Determination of Boiling Point

Determination of Boiling Point

Determination of Boiling Point

The boiling point is a fundamental concept in chemistry and physics, playing a crucial role in various scientific disciplines and everyday life. In this article, we will delve into the concept of boiling point, its determination, and its significance in a wide range of applications.


Boiling point is the temperature at which a substance changes from a liquid to a gas, typically under standard atmospheric pressure. It’s a property that can vary widely among different substances and is a key characteristic used for their identification and analysis.

What is Boiling Point?

The boiling point is the temperature at which the vapor pressure of a liquid is equal to the atmospheric pressure. At this temperature, the liquid molecules have enough energy to break their bonds and become a gas.

Factors Affecting Boiling Point

The boiling point of a substance is influenced by several factors, including intermolecular forces, molecular weight, and the presence of impurities.

Importance of Boiling Point

The boiling point is a vital property in chemistry. It helps in the separation and purification of substances, determining the purity of compounds, and understanding their behavior under different conditions.

The boiling point of a liquid is the corrected temperature at which the vapor pressure of the liquid reaches 101.3 kPa.

Method for Determination of Boiling Point:

Simple Distillation

This method is used to separate components from a mixture based on their differing boiling points. It is a straightforward technique that finds applications in laboratories and industrial processes.

Place in the flask 20 ml of the liquid being examined, add a few pieces of porous material, and heat rapidly to boiling.

Record the temperature at which liquid begins to run from the side arm into the condenser.

Correct the temperature reading for the effect of barometric pressure using the following  expression:

t1 = t2 + K (101.3 – b)


  t1 = the correct temperature

  t2 = the measured temperature

  B  = the barometric pressure in kPa at the time of the determination

  K = the correction factor

Fractional Distillation

Fractional distillation is employed when the components of a mixture have closer boiling points. It provides a higher degree of separation and is commonly used in the petrochemical industry.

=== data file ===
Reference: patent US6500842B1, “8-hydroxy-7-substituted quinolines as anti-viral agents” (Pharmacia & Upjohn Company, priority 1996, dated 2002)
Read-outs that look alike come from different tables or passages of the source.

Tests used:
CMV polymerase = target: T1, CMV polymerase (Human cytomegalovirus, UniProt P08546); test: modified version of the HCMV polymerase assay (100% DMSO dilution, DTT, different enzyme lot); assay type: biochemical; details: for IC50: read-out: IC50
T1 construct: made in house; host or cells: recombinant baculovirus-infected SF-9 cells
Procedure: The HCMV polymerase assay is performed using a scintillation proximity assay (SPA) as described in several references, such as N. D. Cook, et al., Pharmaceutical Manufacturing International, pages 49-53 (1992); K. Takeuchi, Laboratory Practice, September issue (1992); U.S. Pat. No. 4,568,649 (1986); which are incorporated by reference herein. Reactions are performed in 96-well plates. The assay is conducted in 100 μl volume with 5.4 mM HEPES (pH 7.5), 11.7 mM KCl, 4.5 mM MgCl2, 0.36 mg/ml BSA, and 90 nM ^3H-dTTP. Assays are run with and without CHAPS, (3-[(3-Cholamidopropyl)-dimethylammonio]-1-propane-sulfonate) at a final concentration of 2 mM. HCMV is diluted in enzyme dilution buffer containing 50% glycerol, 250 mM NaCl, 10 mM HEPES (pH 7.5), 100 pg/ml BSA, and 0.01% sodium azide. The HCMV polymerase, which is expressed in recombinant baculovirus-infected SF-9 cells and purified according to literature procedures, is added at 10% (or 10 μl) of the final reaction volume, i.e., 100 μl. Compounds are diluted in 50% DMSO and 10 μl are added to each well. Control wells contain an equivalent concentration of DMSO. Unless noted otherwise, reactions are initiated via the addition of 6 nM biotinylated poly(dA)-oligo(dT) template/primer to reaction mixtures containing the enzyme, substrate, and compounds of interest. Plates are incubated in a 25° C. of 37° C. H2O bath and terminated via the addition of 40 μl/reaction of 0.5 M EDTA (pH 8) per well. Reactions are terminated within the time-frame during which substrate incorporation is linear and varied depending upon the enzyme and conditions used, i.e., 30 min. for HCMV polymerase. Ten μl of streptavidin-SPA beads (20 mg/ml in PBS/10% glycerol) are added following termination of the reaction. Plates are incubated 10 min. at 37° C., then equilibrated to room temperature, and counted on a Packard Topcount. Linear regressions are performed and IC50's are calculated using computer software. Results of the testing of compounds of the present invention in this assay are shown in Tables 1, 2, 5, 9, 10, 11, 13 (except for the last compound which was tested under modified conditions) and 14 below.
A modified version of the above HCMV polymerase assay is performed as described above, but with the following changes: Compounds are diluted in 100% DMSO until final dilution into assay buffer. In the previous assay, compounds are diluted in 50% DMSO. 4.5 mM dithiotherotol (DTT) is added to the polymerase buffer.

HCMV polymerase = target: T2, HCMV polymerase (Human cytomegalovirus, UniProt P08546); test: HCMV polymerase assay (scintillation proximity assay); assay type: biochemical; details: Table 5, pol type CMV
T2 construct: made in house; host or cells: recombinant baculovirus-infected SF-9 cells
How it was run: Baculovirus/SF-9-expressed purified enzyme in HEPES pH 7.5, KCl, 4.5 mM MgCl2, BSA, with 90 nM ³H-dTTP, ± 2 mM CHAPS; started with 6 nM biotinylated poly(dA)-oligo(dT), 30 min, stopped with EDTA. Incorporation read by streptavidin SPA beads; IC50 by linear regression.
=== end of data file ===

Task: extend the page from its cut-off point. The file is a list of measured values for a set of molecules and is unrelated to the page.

Refractive Index Method

This method measures the refractive index of a liquid as it is heated. The change in refractive index with temperature is used to determine the boiling point.

Practical Applications of Boiling Point

Pharmaceutical Industry

Pharmaceutical companies use the boiling point to separate and purify compounds, ensuring the safety and efficacy of medications.

Food Processing

In the food industry, the boiling point is crucial for cooking, preserving, and processing various food products.


In conclusion, the determination of boiling point is a fundamental aspect of chemistry, with wide-ranging applications across various industries. Its understanding is critical for the identification, separation, and purification of substances.

Frequently Asked Questions (FAQs)

Q1: Can the boiling point of a substance change under different pressures?

Yes, the boiling point of a substance can vary with changes in pressure. Higher pressures generally lead to higher boiling points, while lower pressures result in lower boiling points.

Q2: How is the boiling point used in the production of alcoholic beverages?

The boiling point is crucial in distillation processes used to create alcoholic beverages, separating alcohol from water and other components.

Q3: Are there exceptions to the rule that substances boil at a specific temperature?

Yes, some substances can exhibit multiple boiling points or broad boiling point ranges due to the presence of impurities or chemical reactions.

Q4: What is the significance of the boiling point in the oil and gas industry?

In the oil and gas sector, the boiling point is used in fractional distillation to separate crude oil into its various components, including gasoline, diesel, and kerosene.

Q5: How does the boiling point relate to the concept of vapor pressure?

The boiling point is the temperature at which the vapor pressure of a liquid equals the atmospheric pressure, signifying the transition from a liquid to a gas phase.

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